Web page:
Direct to an emergency department for:

  • Sepsis or acutely unwell due to foot infection
  • Critical lower limb ischaemia with necrosis, pain or ulceration
  • Suspected acute limb ischaemia
  • Rapidly deteriorating ulceration or necrosis
  • Suspected foreign body in the foot.

Criteria for referral to public hospital specialist clinic services

  • Non-healing foot ulceration present for more than one month with no reduction in size despite medical management
  • Red hot swollen foot (active Charcot foot)
  • Foot osteomyelitis with ulceration
  • Chronic ischaemic signs and symptoms of the lower limb with foot ulceration
  • Neuropathic symptoms associated with deranged function and structure.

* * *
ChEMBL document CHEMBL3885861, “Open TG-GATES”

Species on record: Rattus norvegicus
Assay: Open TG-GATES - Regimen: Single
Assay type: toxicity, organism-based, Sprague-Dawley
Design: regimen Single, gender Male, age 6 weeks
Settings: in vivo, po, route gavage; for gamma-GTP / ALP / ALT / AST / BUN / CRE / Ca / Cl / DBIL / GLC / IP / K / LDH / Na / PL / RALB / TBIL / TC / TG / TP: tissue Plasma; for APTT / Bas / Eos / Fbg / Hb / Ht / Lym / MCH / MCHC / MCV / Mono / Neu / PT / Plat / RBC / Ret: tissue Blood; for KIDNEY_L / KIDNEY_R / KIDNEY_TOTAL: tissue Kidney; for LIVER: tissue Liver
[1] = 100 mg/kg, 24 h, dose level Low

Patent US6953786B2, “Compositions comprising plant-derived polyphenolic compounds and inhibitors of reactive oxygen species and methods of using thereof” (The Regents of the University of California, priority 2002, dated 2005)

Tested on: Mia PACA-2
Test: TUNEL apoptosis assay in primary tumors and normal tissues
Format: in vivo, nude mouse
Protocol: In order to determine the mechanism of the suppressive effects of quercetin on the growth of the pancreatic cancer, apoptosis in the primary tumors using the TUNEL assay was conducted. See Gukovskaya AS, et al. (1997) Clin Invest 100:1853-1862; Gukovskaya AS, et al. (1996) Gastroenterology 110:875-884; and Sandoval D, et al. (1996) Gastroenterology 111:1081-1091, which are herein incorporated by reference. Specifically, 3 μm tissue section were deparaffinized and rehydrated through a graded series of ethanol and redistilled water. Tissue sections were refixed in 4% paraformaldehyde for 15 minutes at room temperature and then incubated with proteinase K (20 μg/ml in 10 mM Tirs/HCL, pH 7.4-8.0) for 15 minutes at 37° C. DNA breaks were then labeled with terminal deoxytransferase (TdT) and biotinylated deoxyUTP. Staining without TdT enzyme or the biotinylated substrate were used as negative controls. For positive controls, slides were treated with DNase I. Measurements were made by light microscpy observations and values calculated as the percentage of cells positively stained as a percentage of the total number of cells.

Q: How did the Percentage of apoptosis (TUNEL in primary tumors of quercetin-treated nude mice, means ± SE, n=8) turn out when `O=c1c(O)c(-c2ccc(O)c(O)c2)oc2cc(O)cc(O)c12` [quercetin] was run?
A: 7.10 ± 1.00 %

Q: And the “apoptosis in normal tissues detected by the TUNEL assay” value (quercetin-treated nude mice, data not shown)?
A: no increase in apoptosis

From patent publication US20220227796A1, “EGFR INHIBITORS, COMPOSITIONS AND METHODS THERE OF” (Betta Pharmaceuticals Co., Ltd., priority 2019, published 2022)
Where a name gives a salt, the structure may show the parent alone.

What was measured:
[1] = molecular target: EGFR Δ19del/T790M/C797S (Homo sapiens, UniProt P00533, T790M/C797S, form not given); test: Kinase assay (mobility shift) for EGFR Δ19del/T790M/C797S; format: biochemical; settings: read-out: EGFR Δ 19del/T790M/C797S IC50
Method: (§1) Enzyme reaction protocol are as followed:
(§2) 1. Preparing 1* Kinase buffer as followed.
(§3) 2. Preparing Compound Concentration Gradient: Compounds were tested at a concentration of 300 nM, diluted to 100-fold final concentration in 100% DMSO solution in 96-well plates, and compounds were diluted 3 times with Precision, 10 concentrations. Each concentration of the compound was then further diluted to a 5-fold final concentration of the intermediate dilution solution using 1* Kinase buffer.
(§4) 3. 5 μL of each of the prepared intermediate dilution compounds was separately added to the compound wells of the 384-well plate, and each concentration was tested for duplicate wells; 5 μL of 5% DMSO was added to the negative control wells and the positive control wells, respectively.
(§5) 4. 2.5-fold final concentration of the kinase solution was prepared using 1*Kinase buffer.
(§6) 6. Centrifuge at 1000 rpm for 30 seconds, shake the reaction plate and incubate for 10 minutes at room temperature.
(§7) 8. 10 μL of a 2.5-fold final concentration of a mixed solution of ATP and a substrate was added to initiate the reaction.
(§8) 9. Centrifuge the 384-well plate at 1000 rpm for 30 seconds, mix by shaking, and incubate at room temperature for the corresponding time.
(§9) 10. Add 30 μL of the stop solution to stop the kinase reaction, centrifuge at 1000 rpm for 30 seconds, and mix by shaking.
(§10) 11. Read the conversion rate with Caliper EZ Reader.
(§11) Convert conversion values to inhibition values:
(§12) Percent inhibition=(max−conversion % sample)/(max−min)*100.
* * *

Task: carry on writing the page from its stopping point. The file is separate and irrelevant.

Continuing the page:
Information to be included in the referral

Information that must be provided:

  • History of diabetes (e.g. year of onset, type)
  • Current medication list including any antibiotics
  • Wound history and location
  • Current management
  • Recent HbA1c and creatinine blood test
  • Recent vascular imaging.

Provide if available:

  • Medical history
  • Recent pathology tests including wound swabs
  • X-rays or other imaging
  • Current podiatry treatment.

Additional comments

The Summary and referral information lists the information that should be included in a referral request.

Note: there are also endocrinology statewide referral criteria for Diabetes-related foot complication.

Referrals should only be directed to a vascular specialist clinic if a high-risk foot service is not available.

Where appropriate and available the referral may be directed to an alternative specialist clinic or service.

Referral to a public hospital is not appropriate for

Not applicable.